Given the caliber of player personnel on each team, was anyone truly surprised that the Yankees swept last week’s four-game Subway Series? Even the most sophisticated and mature Mets fan has that elementary school kid in him and takes immense pleasure when the Amazin’s beat the Bronx Bombers. Likewise, the losses to them sting more than to other teams in low stakes games which are historically what the Mets play this time of year. The last two seasons sure seem like a distant memory.
Comedian Bill Maher often has a bit on his Friday night HBO show “Real Time” called “I can’t prove it but I know that it’s true.” There is no certain way of knowing but I strongly doubt that the Mets would have gone winless against the Yankees had they not given both Jay Bruce and Neil Walker away to the Indians and Brewers the week before for basically bupkis in return. If Mets general manager Sandy Alderson wanted to trade Neil Walker and Jay Bruce, as he did Curtis Granderson and Rene Rivera this past weekend, he should have dealt all of them before the July 31st trade deadline. He could have gotten back prospects who are on the verge of being major leaguers as opposed to low-level minor leaguers who will probably never get to “The Show”; mysterious players to be named later; and that particular favorite of Mets management, cash considerations.
Last year when Yankees general manager Brian Cashman thought that the Yankees wouldn’t make the playoffs, he traded relief pitchers Aroldis Chapman and Andrew Miller, for a treasure trove of quality high-level minor leaguers and was widely applauded by both his peers and even Yankees fans who loath waving a white flag. Clearly, Sandy Alderson was more inspired by the prospect of reducing the Mets’ payroll for the last two months of the season than he was getting a return for his player assets. This sends a bad message to not only frustrated Mets fans but to other general managers who now feel empowered to offer the Mets pennies on the dollar in future deadline trades in terms of talent exchange. It’s also safe to say that this kind of parsimonious behavior doesn’t make the Mets a preferred destination for free agents.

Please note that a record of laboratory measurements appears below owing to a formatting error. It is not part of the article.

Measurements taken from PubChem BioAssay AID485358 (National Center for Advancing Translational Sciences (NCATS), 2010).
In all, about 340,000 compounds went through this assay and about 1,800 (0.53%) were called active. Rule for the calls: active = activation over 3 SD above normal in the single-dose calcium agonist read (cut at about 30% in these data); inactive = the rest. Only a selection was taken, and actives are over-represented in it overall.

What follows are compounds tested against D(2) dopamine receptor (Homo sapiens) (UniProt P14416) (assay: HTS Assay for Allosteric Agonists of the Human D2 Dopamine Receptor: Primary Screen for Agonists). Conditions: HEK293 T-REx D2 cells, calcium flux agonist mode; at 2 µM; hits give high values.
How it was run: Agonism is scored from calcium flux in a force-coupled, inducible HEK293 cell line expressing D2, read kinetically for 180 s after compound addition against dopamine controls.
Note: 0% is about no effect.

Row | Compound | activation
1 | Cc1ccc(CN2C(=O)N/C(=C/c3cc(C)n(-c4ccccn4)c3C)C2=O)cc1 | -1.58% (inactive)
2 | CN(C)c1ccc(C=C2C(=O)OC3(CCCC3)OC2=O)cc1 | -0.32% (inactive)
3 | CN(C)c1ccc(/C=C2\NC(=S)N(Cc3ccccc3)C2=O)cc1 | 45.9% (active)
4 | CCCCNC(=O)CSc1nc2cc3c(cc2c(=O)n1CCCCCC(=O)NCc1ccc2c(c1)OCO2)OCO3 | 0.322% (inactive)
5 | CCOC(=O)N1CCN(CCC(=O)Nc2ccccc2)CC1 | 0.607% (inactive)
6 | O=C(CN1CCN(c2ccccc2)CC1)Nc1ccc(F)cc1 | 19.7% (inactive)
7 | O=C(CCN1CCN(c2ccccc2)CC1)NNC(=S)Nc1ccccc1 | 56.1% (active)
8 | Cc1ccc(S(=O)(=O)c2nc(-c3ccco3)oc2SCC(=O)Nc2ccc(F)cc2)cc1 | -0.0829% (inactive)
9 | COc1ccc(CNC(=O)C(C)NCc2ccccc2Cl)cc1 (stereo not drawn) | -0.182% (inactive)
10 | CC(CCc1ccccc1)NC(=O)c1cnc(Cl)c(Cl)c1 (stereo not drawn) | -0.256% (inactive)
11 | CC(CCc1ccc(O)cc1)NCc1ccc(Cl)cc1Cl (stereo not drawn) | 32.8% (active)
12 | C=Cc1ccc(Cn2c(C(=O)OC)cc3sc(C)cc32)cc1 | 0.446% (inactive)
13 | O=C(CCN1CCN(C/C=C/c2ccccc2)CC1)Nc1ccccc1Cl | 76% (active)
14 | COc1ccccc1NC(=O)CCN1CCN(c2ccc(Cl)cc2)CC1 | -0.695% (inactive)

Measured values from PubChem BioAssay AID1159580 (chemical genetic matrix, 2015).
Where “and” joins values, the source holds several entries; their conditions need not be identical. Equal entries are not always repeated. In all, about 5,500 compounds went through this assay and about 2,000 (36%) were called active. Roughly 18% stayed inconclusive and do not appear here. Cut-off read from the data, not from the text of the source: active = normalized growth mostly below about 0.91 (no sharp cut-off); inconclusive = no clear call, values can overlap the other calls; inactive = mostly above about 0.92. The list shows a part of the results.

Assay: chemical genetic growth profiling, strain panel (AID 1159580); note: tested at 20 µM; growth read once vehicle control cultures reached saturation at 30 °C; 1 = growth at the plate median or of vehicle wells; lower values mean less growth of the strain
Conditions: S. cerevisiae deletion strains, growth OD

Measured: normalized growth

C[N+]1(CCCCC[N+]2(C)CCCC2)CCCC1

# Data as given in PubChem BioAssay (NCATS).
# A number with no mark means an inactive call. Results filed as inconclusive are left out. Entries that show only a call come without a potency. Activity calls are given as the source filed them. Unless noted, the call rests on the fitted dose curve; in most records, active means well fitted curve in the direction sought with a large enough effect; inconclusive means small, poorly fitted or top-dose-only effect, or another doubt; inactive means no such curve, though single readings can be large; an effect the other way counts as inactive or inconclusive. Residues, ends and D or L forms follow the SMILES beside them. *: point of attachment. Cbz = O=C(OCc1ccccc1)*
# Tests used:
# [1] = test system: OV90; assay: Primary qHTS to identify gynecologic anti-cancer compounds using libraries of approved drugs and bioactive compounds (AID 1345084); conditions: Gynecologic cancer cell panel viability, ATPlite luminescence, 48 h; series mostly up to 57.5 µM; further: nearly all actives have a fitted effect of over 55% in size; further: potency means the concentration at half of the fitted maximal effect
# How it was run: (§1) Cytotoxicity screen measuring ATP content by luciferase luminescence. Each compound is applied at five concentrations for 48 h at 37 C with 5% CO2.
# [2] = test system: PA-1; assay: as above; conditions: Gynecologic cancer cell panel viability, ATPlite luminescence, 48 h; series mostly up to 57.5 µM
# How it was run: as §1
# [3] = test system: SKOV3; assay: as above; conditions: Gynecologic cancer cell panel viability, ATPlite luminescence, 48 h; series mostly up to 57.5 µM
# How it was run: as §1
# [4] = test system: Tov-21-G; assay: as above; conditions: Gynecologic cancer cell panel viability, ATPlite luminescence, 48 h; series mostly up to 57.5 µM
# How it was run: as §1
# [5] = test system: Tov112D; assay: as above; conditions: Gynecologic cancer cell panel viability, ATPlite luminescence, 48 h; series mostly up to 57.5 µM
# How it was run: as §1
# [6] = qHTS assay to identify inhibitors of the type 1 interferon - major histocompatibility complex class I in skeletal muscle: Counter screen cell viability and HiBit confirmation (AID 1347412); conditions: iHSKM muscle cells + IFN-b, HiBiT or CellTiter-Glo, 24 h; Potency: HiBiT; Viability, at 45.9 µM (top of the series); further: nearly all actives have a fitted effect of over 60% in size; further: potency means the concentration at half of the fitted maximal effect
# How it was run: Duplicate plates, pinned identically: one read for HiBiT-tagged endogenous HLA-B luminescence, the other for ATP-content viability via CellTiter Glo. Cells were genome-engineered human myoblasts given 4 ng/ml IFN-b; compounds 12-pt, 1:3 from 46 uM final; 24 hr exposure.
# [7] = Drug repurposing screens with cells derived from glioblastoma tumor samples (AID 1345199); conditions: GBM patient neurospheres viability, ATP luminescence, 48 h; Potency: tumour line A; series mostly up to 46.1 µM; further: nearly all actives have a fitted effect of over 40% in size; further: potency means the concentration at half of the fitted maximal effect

While Yankees CEO Hal Steinbrenner is not the spender that his dad was, the Yankees business model has always been on revenue maximization but that involves making winning a real priority and not just lip service. The Mets’ business model has generally been more about cost containment as the path to maximizing profits. Ticket revenue may decline a bit but the broadcasting and licensing revenue streams are constant and high.
Winning on the income statement is what really counts to Sandy Alderson and the Mets’ owners, the Wilpons.